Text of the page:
Following the departure of some significant talent over the past five years, some due to old age and some to competitors, questions are being raised about this tax payer funded public broadcaster with Libdems now to demand a meeting with Lord Hall – the director general of the BBC.
“We are now top of the polls so we should get more coverage than anyone else,” Ed Davey, a contender for the Libdem leadership, says. “We can legitimately ask why is Nigel Farage on so much of the time?”
Over the past two days, the BBC has had a number of political shows, starting with Question Time on Thursday. On the panel:
“Nicky Morgan MP, former education secretary, Conservative; Anneliese Dodds MP, Labour’s shadow treasury minister and a former MEP; Drew Hendry MP, Business, Energy and Industrial Strategy spokesperson, SNP; Alison Phillips, editor of the Daily Mirror; and Piers Morgan, journalist, broadcaster and presenter of ITV’s Good Morning Britain.”
So we have conservative, labour, the Scotish Nationalist Party (SNP), someone from a left paper, and right wing Piers Morgan.
On the same day, there’s This Week. Here we have Michael Portillo (conservative), Stella Creasy (labour), Miranda Green (journalist) and Alex Phillips (Brexit Party).
Miranda Green was Libdem press secretary 30 years ago, but now writes for all sorts of papers on a freelance basis. While Alex Philips is full on Brexit Party (BP).
Then on the same day there is Politics Live with Andrew Neil. Here we have someone from the conservatives, but this time of the no deal kind, someone from labour, an economist, and someone from the Institute of Economic Affairs which is basically conservatives.
So an entire day and not one from Libdems proper, nor is there anyone to really argue for Europe, but we have plenty making the BP argument whether under a conservative banner or whatever banner.
Then on the same day there’s Newsnight. On this day, June 6th, Newsnight is at the same time as Question Time. Few therefore are watching Newsnight, if anyone at all, especially as it opens with some story about Ford closing some plant. Then 20 minutes in, we have a five minute interview with Ed Davey, leadership contender of Libdems, without some sort of opening into how Libdems are doing or any panel discussion.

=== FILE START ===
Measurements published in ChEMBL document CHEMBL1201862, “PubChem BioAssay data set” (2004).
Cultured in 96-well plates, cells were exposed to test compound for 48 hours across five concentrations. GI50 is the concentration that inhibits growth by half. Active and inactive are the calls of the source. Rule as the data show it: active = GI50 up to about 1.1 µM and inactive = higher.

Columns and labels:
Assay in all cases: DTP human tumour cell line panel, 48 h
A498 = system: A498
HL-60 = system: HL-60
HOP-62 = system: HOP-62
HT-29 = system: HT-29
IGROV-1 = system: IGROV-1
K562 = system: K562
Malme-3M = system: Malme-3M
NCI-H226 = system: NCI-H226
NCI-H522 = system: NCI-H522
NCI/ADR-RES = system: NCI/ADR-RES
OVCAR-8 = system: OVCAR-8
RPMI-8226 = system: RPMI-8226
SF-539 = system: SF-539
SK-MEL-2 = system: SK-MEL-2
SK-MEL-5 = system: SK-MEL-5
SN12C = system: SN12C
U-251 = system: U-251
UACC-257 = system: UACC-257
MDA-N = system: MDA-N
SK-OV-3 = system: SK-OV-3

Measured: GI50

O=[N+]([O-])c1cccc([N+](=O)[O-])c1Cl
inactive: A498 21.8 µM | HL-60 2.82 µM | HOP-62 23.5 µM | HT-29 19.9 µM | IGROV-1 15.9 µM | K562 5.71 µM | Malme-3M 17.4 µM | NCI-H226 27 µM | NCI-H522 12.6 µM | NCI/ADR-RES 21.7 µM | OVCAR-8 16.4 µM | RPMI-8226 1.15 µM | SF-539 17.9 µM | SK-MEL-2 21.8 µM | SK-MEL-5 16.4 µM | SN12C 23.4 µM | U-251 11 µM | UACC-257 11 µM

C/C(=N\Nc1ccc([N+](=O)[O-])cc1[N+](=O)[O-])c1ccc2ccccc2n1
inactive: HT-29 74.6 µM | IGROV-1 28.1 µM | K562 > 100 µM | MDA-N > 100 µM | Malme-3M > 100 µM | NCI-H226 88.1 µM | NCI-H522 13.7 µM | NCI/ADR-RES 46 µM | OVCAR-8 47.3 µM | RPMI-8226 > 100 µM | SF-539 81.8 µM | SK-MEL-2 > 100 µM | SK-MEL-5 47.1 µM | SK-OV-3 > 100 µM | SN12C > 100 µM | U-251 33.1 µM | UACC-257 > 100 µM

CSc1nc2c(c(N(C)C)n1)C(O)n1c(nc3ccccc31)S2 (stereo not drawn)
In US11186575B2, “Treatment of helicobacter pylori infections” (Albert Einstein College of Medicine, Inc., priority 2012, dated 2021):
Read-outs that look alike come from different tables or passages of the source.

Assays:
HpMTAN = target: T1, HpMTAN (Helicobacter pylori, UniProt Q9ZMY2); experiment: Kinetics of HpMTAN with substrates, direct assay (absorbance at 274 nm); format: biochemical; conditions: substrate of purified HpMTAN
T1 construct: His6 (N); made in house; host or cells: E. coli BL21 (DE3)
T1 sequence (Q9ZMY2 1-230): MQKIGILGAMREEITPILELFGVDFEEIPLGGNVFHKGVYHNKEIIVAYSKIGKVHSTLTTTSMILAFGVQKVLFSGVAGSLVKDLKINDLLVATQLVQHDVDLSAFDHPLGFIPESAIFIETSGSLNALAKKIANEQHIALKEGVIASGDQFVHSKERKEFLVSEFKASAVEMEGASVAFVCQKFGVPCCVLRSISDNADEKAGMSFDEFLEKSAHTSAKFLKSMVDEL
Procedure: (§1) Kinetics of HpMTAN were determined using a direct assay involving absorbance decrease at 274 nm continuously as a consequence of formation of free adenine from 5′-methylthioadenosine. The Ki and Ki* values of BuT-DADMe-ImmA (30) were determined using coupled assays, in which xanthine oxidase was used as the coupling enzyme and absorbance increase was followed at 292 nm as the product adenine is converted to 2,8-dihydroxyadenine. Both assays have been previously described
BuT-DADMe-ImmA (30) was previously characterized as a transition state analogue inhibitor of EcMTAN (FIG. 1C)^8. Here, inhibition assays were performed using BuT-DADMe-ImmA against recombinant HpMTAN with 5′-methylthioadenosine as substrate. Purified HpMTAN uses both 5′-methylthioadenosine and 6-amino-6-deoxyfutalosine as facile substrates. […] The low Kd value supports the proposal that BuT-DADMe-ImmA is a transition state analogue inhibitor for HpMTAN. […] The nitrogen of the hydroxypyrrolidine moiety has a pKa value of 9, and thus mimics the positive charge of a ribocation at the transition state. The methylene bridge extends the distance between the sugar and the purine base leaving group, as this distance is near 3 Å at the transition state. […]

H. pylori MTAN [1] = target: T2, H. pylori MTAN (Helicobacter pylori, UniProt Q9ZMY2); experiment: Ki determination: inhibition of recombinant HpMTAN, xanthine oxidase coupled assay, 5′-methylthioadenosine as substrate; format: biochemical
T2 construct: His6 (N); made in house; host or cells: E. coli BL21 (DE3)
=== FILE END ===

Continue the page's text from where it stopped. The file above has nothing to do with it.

On the next day, we have fewer political shows, so “everyone” is watching them. We have Politics Live this time with Jo Coburn. They had Brexit Party MEP Ben Habib, Labour’s Faiza Shaheen and someone from The Daily Telegraph (conservative/BP) and The Guardian (Labour).
We had one hour of Habib condescendingly laughing at times and interrupting, but with what she was given, Coburn did a fine job.
On the evening of that day we have Newsnight. This opens with whether the tories can survive Brexit. There’s obviously a bit of Nigel Farage, BP’s leader, delivering some letter asking to be part of the negotiation team, then we have a panel.
On the panel theres a Green MEP and Suzan Evans, ostensibly from UKIP, a party that is barely having 2% on the polls. Which means she is really there for BP since there’s hardly a difference between the two. Of course no Libdem.
So then on Wednesday, June 5th, we have Politics Live with Robert Buckland (conservative), Jenny Chapman (labour), Steve Baker (no deal conservative), Philippa Whitford (SNP), The Spectator’s Isabel Hardman (conservative) and The New Statesman’s Stephen Bush (labour).
In the evening we have Newsnight, which is all about Boris Johnson, a panel of three conservatives, and then off to talk about D-Day.
On Sunday June 9th, there’s Andrew Marr with Michael Gove (conservative), Esther McVey (conservative) and Barry Gardiner (labour). Reviewing the newspapers are Katy Balls (The Guardian/labour) and Pippa Crerar (The Guardian/labour).
So in three days we’ve had one libdem for five minutes during a spot that arguably no one watches as they’re watching Question Time. We also have a half Libdem if it can be called that.
We have one hour for a BP panelist. We have another UKIP/BP on another panel that is actually watched, and likewise another BP spokesperson on This Week.
That’s not to mention the Nigel Farage coverage, and then the whole will Brexit break tories opening segment which is implicitly about BP.
The SNP also seems to be everywhere and then obviously conservatives and labour even though both are generally polling below or on par with Libdems while SNP is not even at play.